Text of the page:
Once the reservation was confirmed, we paid the amount in full using our credit card. We only booked a few nights, so it wasn’t a massive amount. If you were booking a place long-term and doing this in advance, then it’s definitely something to keep in mind that a charge will be authorised on confirmation of the reservation.

Airbnb holds the money until AFTER your stay (the host does not receive it straight away) so there are avenues for a cancellation & refund prior to your reservation dates depending on the circumstances. Have a look at the listing you plan on booking, it should have a tab that will outline its cancellation policy.

Along with all of this, our host (Vincent) sent us a message with all the instructions on how to get there and we organised a time to meet at the address. We also swapped mobile numbers so we could contact each other if someone was going to be late.

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Our Room in Paris

We waited outside the front door of the address for about 10 minutes, and then Vincent our host strolled up with the keys.

He took us up six flights of winding stairs in this old feat of Parisian architecture, we reached the top (I may have been panting slightly since I was carrying our pack) and then entered a cosy studio apartment with incredible views.

Want to see exactly where we stayed? Click here to check it out!

Why write about it when I can just show you in pictures!

Standing out on the balcony of the apartment.

The little kitchen...

The lounge room.

The lounge again from a different angle.

The view of the Eiffel Tower from the balcony!

The Sacré Cœur...from the same balcony!

SQUASH! You can almost touch it...

As you can imagine, Trudy and I were pretty stoked with the apartment we booked through Airbnb, especially considering its location in Montmartre and the fact it was only €60!

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Final Thoughts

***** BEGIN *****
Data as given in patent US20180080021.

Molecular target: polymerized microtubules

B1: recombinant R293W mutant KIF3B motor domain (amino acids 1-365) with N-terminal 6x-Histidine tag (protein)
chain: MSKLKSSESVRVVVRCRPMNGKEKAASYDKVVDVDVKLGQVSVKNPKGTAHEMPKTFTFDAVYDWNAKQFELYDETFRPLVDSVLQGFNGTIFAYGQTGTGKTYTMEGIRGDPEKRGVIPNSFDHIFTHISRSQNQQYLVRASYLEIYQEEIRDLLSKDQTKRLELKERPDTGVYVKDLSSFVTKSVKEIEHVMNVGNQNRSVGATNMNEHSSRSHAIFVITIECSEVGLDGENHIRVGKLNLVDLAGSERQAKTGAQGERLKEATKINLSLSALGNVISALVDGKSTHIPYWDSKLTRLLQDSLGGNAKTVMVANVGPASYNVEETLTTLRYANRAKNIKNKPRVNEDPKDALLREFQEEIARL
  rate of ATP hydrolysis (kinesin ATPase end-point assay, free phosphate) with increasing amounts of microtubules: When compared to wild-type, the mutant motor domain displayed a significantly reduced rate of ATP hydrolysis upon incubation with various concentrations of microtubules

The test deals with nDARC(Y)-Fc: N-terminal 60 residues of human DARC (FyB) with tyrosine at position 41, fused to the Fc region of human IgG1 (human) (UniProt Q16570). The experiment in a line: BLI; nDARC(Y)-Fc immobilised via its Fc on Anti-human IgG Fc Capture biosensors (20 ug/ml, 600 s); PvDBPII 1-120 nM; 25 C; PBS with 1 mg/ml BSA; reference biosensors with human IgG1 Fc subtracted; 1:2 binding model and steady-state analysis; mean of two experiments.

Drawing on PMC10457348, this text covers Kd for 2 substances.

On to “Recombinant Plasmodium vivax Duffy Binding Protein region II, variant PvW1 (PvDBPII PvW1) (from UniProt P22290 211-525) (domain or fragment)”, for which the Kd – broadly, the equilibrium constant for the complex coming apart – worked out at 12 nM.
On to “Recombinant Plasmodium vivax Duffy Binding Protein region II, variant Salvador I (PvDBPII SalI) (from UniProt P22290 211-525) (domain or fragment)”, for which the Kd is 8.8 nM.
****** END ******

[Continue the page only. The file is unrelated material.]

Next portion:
They had to deal with a negative PR storm mid last year (a host had their house trashed by a guest), which prompted a giant overhaul of their host safety features and guarantees, and a personal letter from Brian Chesky the CEO. I believe they’ve moved well past this situation now, although the internet is still sprinkled with articles about this event.

As guest users, Trudy and myself can both say we were absolutely delighted with our experience. The place was fantastic value for money and was extremely personable, homely and clean on arrival – and you saw the view and location we had! I would definitely use the service again without hesitation (and will in the future).

If I could summarise Airbnb in one sentence as a backpacker, I would probably say something like:

“It’s similar to CouchSurfing except you pay for it and don’t socialise with your host”

Maybe that doesn’t make it sound that appealing, but if you’re travelling as a couple and need a break from dorm rooms and CouchSurfing hosts (if you’re not socialising as part of your CouchSurfing experience you’re doing it wrong) – then something like Airbnb is perfect for this, and is often a MUCH better alternative to a cheap hotel.